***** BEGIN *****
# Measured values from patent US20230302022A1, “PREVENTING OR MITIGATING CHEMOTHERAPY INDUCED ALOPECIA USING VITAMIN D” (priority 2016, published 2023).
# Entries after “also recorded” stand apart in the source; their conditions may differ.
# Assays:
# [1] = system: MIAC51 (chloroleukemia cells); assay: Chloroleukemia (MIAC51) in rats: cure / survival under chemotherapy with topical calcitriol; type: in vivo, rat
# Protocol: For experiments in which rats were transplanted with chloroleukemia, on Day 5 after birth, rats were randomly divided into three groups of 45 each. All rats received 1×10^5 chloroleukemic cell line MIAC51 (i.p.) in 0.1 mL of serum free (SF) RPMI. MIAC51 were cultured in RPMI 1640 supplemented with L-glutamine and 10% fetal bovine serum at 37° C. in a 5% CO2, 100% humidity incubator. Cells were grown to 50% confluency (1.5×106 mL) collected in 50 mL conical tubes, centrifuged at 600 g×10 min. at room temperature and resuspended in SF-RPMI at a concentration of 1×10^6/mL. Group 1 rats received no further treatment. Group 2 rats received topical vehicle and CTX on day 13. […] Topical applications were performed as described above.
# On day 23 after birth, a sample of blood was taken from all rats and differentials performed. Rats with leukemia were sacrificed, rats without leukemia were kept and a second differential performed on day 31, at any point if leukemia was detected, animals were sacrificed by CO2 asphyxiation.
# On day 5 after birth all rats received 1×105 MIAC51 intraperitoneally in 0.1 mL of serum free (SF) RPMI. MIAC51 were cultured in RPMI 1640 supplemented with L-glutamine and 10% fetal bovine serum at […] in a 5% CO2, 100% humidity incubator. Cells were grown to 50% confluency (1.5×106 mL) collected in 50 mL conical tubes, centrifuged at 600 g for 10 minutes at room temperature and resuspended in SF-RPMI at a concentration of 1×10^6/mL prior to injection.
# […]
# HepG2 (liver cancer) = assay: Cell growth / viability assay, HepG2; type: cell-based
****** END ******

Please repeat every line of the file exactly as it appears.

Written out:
# Measured values from patent US20230302022A1, “PREVENTING OR MITIGATING CHEMOTHERAPY INDUCED ALOPECIA USING VITAMIN D” (priority 2016, published 2023).
# Entries after “also recorded” stand apart in the source; their conditions may differ.
# Assays:
# [1] = system: MIAC51 (chloroleukemia cells); assay: Chloroleukemia (MIAC51) in rats: cure / survival under chemotherapy with topical calcitriol; type: in vivo, rat
# Protocol: For experiments in which rats were transplanted with chloroleukemia, on Day 5 after birth, rats were randomly divided into three groups of 45 each. All rats received 1×10^5 chloroleukemic cell line MIAC51 (i.p.) in 0.1 mL of serum free (SF) RPMI. MIAC51 were cultured in RPMI 1640 supplemented with L-glutamine and 10% fetal bovine serum at 37° C. in a 5% CO2, 100% humidity incubator. Cells were grown to 50% confluency (1.5×106 mL) collected in 50 mL conical tubes, centrifuged at 600 g×10 min. at room temperature and resuspended in SF-RPMI at a concentration of 1×10^6/mL. Group 1 rats received no further treatment. Group 2 rats received topical vehicle and CTX on day 13. […] Topical applications were performed as described above.
# On day 23 after birth, a sample of blood was taken from all rats and differentials performed. Rats with leukemia were sacrificed, rats without leukemia were kept and a second differential performed on day 31, at any point if leukemia was detected, animals were sacrificed by CO2 asphyxiation.
# On day 5 after birth all rats received 1×105 MIAC51 intraperitoneally in 0.1 mL of serum free (SF) RPMI. MIAC51 were cultured in RPMI 1640 supplemented with L-glutamine and 10% fetal bovine serum at […] in a 5% CO2, 100% humidity incubator. Cells were grown to 50% confluency (1.5×106 mL) collected in 50 mL conical tubes, centrifuged at 600 g for 10 minutes at room temperature and resuspended in SF-RPMI at a concentration of 1×10^6/mL prior to injection.
# […]
# HepG2 (liver cancer) = assay: Cell growth / viability assay, HepG2; type: cell-based